Wolfgang Tillmans has engaged the world through photography for over 30 years, working with an uncommon openness, sensitivity, and desire for human connection. Throughout his career, he has explored a wide variety of subjects in various forms: black-and-white photocopies, intimate portraits, still lifes, astronomical observations, cameraless abstractions, videos, and more. This diverse practice is united by Tillmans’s drive to depict the full range of what he encounters — from the mundane and personal to the unusual, ecstatic, and political.
In November, Wolfgang Tillmans: To look without fear comes to SFMOMA from the Museum of Modern Art, New York and the Art Gallery of Ontario. The acclaimed artist’s largest exhibition to date, it brings together hundreds of photographs arranged in constellations that extend from floor to ceiling, alongside video work and installations. This unique mode of presentation embraces the concept of visual democracy, where, as Tillmans puts it, “If one thing matters, everything matters.”
Curator and Head of Photography Erin O’Toole recently spoke with Tillmans ahead of his SFMOMA exhibition.
Erin O’Toole: What are the origins of the exhibition’s title, To look without fear?
Wolfgang Tillmans: For me, an exhibition title doesn’t explain the exhibition, but gives a certain spin or a taste — a point of entry. I felt that for this show, my first full survey retrospective, it needed to be something that fit the whole practice. I’ve said many times in interviews that I want to use my eyes to look without fear — to not be afraid of what information they deliver and to be open about what I see. This process of questioning how we look at things is really at the core of my practice. It is not a given that I am always able to look without fear; it is also a hope that I will be able to do so — and a demand that we, as a society, will be able to do so.
EO’T: What first drew you to photography?
WT: After a succession of trying other media during my teenage years, including making clothes, painting, drawing, and making music, I actually discovered photography as my preferred means of expression last. Photography hadn’t played a role because I come from a family of avid amateur photographers, and what teenager wants to express themselves in the medium that their parents do? But I had a great awareness of photography in newspapers, and I was drawn to record covers from an early age. Then, when I was 18, I went to the local copy shop and made a fanzine with collaged images and my own lyrics. They had a new machine — the first digital laser copier — which was able to reproduce photographs in half-tone. I started to experiment with the machine, and a couple of years later, had my first exhibition with those photocopies. I needed more photographs to enlarge for the exhibition, and that’s when I bought a camera. Only after a year or so did I realize that I could speak with the pictures directly, rather than through the distorted and abstracted process that the photocopier made. From then on, I started using photography to talk about almost everything that concerned me. Fortunately, it still feels like it has that potential.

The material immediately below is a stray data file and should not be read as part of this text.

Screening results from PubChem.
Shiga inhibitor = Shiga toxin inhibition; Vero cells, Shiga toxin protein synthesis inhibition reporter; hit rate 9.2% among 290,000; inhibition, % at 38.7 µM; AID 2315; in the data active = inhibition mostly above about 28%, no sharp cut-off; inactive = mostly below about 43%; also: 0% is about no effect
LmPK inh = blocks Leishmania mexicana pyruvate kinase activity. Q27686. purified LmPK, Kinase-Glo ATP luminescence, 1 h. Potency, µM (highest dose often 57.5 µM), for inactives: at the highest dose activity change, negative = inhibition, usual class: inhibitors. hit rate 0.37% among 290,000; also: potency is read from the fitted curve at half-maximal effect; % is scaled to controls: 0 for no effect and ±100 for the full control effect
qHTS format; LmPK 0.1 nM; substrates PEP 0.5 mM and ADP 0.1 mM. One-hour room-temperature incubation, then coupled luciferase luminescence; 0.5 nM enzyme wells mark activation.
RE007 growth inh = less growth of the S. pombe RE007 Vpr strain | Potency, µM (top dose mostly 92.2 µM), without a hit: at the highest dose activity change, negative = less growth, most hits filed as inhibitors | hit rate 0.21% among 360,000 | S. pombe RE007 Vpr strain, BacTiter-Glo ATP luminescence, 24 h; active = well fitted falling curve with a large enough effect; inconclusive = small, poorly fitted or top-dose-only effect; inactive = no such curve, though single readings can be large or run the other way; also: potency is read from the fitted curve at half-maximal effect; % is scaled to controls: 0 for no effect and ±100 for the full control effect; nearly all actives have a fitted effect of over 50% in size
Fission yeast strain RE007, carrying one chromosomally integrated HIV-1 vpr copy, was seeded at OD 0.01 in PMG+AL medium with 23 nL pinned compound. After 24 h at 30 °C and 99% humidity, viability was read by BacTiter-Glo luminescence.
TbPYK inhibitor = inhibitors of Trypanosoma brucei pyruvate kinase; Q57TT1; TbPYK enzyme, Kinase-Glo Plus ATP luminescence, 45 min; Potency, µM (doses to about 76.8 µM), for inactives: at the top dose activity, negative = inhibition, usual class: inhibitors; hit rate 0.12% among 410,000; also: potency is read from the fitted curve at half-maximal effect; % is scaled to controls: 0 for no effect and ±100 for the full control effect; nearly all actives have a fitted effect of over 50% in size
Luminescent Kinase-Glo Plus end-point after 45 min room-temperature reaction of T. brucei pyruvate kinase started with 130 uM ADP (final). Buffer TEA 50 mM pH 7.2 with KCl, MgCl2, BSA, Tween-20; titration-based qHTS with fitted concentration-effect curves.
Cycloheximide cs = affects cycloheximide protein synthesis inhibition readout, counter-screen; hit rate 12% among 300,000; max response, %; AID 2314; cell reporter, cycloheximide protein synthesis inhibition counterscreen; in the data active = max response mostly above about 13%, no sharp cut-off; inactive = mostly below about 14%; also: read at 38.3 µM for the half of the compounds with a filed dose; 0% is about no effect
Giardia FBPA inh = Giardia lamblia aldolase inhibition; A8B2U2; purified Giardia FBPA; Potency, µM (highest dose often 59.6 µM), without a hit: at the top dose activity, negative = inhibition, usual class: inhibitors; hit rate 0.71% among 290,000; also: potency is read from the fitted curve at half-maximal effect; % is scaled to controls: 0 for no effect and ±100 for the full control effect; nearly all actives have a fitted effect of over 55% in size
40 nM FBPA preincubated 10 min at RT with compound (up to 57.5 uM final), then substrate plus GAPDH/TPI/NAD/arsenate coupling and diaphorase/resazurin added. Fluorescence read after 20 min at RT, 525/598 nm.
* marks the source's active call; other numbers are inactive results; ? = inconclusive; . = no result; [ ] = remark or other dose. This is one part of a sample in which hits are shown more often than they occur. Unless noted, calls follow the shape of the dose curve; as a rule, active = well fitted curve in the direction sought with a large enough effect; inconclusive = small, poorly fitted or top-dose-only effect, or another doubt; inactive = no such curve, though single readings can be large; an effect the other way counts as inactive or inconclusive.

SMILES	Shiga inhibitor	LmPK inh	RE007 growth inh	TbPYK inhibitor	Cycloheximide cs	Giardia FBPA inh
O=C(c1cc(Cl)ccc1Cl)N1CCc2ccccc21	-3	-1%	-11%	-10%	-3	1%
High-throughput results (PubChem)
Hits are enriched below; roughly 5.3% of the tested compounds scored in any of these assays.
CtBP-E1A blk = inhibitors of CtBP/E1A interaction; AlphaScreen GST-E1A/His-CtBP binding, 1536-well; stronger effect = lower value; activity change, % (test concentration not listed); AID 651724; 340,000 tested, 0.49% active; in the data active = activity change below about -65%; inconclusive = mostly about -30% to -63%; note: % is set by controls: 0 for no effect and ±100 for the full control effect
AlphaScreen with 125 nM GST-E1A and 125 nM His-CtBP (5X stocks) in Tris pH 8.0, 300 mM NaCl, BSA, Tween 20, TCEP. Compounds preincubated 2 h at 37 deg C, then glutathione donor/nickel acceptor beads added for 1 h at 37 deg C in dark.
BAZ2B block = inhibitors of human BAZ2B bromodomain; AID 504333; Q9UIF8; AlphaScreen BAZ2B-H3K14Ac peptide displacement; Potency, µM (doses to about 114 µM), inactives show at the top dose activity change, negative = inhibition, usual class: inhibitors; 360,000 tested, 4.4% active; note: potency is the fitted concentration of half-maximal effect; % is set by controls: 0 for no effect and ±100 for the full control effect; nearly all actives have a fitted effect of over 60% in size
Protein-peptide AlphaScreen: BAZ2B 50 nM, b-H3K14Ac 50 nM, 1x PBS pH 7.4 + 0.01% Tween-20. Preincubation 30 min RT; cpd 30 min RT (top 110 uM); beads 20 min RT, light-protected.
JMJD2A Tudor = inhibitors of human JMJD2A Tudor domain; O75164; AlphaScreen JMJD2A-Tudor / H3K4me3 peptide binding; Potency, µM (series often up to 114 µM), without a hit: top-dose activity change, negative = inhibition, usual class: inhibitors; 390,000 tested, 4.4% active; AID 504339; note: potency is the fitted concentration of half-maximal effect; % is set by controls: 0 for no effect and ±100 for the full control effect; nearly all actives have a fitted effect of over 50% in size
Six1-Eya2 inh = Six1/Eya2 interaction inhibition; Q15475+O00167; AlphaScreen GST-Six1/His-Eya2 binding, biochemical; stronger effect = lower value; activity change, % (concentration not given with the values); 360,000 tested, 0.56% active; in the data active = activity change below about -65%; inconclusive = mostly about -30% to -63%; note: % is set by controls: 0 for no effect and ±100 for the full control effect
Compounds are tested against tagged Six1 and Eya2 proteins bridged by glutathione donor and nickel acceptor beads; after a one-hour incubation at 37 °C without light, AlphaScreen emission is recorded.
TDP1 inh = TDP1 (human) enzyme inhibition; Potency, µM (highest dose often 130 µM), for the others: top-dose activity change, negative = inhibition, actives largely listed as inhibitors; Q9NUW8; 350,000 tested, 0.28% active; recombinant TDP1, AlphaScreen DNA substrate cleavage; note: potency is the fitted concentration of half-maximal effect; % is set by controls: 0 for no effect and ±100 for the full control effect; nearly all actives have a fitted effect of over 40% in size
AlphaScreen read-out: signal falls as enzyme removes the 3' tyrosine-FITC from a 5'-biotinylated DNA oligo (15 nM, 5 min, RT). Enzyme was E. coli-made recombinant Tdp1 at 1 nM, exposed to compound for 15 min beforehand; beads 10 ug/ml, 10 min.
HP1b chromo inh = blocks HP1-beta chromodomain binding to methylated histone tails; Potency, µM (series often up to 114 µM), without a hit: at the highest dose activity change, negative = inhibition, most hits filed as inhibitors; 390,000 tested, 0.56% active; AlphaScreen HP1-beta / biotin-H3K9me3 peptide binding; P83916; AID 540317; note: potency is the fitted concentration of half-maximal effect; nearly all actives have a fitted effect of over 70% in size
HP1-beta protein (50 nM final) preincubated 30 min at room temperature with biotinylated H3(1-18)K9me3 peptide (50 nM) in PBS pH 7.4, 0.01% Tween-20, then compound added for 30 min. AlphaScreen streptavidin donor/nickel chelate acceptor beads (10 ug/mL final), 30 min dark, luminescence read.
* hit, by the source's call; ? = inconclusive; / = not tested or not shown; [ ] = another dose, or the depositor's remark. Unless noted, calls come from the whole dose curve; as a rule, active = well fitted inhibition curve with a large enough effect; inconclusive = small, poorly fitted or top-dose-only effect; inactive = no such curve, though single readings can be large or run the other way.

EO’T: You began photographing your queer community very early in your career. Did you see it as a political gesture, or was it just part of your life that you were capturing?
WT: In the early 1990s, when I really started formulating my voice, I was enthused by the increased sense of freedom of expression around one’s sexuality. Post-1980s, this felt like a new beginning — a more aware period that wasn’t as much about what divides us. I wanted to describe the newly emerging relationship people had with their body and sexuality. For example, in the pictures of Alex and Lutz, there is a woman and a man, but they read as somewhat queer images, in the way that the term is not necessarily confined to a definition of sexuality alone. I never wanted to be a gay artist, but I understood the power of my work and of the times that we gradually entered. The early 1990s were very different from the late 1990s — there was a massive shift of acceptance within that decade. The great power of that was that I could operate within a larger audience, rather than speaking to a niche audience. In retrospect, sometimes I have to watch that I am not being shoehorned into simply a queer context.
EO’T: Your photograph The Cock (kiss) from 2002 has been shared online to communicate queer resilience. What was your reaction to seeing the image used in that way?
WT: The picture is a good example of a number of things. I didn’t seek out a gay kiss. It was more a picture I had to take, because I just saw it in front of my eyes at this club night called The Cock at The Ghetto in London. I was a regular, even deejayed there on and off, and felt free to photograph there. At moments, I feel a responsibility to record this as a matter of fact: this happened, this took place. The motivation comes from an awareness that the societal advances and freedoms of expression that I experienced in my lifetime have been achieved relatively recently and constantly remain under threat of being reversed. Maybe this answer circles back to that; the motivation behind the picture was so pure and direct — describing the freedom and energy of a passionate kiss in a nightclub — that this moment could have also happened at the Pulse Nightclub or any other gay, LGBTQ venue.